Tuesday, January 5, 2016

Reuben Nakian's Juno ... OGCMA0515NOTHera_Nakian

Modern usages of classical mythology really interest me. Artists express various ideas by way of classical mythological allusions all the time. But, frankly, living in the western United States, I tend to bump into classical mythological usages a little less often than I do when I go visiting elsewhere. Still, sometimes, they're right under my nose!

On the north side of BYU’s Museum of Art a big abstract sculpture confronts nearly every visitor. Since I enter on the south side normally — coming from campus rather than from the parking lot — I experience that confrontation less often. Last week’s entrance changed that. Visiting the Norman Rockwell exhibition with my mother and her friend, I was asked “What is that sculpture?” I didn’t know.
A large abstract bronze sits atop a rectangular pedestal bloc. It abstraction — if I ever took time in the past to think about the sculpture — had made me liken the sculpture’s profile to the ridgeline of nearby Provo Peak and Cascade Mountain, and not so much to the outline of Mt. Timpanogos. Fortunately, in that moment of maternal interrogation I avoided professorial guff. I didn’t pretend to know what the sculpture was “doing”. It turns out, it has nothing to do with the mountain backdrop. The facts are on the bloc’s east face: “Reuben Nakian, American 1897 – 1986,  Juno, bronze”.

So. Um. It turns out the only thing I actually had right about the sculpture was its material — bronze.
Its creator is an American… I would have guessed European; maybe Scandinavian. Wrong. I’d never heard of Reuben Nakian. But the biggest baffler to me is that, even though I have professed to be interested in classical mythological usages, this looming bronze has been sitting in front of my museum of art for over 20 years and its one-word title gives it away as a usage of the myth of Juno, the Roman sky-goddess!

“I’ve got some work to do!” I confessed to my Mom.
That night I looked through the BYU-MOA on-line materials to find something scholarly about Nakian’s Juno, my new nemesis. I found very little, but in about 10 minutes of browsing, I was able to piece together some elements of apparent truth. So, I am resolved to learn more about this sculpture and work on it.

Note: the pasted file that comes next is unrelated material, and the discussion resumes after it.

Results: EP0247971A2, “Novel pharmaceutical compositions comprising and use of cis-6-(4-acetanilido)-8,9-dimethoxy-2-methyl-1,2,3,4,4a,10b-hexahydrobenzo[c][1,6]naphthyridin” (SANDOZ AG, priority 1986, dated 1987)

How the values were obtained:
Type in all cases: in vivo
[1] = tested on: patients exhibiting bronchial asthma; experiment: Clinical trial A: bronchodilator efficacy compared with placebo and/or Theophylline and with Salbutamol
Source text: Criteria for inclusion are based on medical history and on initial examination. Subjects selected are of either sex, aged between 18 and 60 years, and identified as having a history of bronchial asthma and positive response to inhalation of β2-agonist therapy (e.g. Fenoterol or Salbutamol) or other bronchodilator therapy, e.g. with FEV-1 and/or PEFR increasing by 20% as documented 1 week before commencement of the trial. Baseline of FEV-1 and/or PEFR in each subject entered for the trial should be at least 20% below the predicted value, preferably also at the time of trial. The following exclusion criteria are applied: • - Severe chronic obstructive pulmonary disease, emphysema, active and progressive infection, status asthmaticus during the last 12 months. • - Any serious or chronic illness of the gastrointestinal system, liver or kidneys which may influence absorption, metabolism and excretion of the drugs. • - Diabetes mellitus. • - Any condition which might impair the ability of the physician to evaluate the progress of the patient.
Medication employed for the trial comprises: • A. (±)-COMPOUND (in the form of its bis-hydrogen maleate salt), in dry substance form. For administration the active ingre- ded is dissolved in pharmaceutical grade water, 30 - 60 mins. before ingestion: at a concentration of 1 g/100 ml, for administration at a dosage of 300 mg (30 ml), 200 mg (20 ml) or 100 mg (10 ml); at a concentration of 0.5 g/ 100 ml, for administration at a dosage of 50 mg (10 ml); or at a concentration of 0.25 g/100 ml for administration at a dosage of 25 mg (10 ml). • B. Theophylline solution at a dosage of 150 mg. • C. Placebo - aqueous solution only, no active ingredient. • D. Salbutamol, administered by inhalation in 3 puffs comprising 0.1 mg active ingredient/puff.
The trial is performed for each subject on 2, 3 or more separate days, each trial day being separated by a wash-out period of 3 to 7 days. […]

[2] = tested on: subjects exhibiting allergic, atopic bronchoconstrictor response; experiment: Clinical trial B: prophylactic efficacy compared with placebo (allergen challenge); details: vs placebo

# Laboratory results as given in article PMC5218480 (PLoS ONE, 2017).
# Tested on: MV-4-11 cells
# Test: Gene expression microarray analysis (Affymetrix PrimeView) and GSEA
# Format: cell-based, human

What did Reuben Nakian have in mind when he named this mass of bronze after the Roman sky-goddess? Did he mean anything by it? Why call it anything at all? Is it a happenstance that this sculpture got so named? Did its acquisition at the BYU MOA happen because it’s called Juno?

Here’s what I presently know, listed not necessarily in the sequence I discovered the details:
The Oxford Guide to Classical Mythology in the Arts, 1300 – 1990s does NOT list Nakian’s Juno, though it could have, since the sculpture was created over a decade before the OGCMA was published (1994).
      If it were listed in OGCMA, it would have been in the article on “Hera” on page 515.
       And its entry would look like this:
Reuben Nakian, “Juno,” abstract sculpture, 1980, Brigham Young University Museum of Art.

Nakian created many sculptures with titles drawn from classical mythology. Other titles include “Hecuba”, “Juno: from the Judgement of Paris”, “Minerva, from the Judgement of Paris”, “Leda and the Swan”, “Nymph and Seven Dolphins” and others.

“No other sculptor of the twentieth century has matched Nakian’s heroic grapplings with the grand themes of Western art, returning classical mythology to the foreground of human consciousness.” Robert Metzger, cited by Atelier Nakian http://www.nakian.org

When the “Juno” was placed at the north entrance to the Museum of Art in 1993, an article in the Deseret News included some information that might be considered authoritative. According to the article, “It represents an artistic style based in abstract expressionism, yet with a classical structure that was not embraced by abstract expressionists - according to Neil Hadlock.”
A summary accompanies it:
A sculpture by famed artist Reuben Nakian now graces the entrance to Brigham Young University's new Museum of Art. The work, an 8x8x8-foot, 4,900-pound bronze was lifted by crane July 29 onto a pedestal on the east side of the red granite museum.
Called ``Juno,'' the work was a National Endowment for the Arts commission Nakian received in 1981. It represents an artistic style based in abstract expressionism, yet with a classical structure that was not embraced by abstract expressionists - according to Neil Hadlock. Hadlock, a sculptor and member of the BYU art faculty, selected the work and oversaw the coloring of the piece at the Tallix Foundry in New York.”

The Nakian.org website has a plentiful bibliography page, with articles listed by decade. The Deseret News article is not listed.

The Nakian Atelier website lists approximately 100 scholarly works on the artist, Reuben Nakian, and his artistic production. My next step is to dig into the interesting items and see whether I can learn something about this work of art. Stay tuned to Mythmatters, if you care to see this story unfold.
Macfarlane's female relations and a friend pose on 30 Dec 2015 beside
Reuben Nakian's
Juno outside the BYU MOA.

—— RTM

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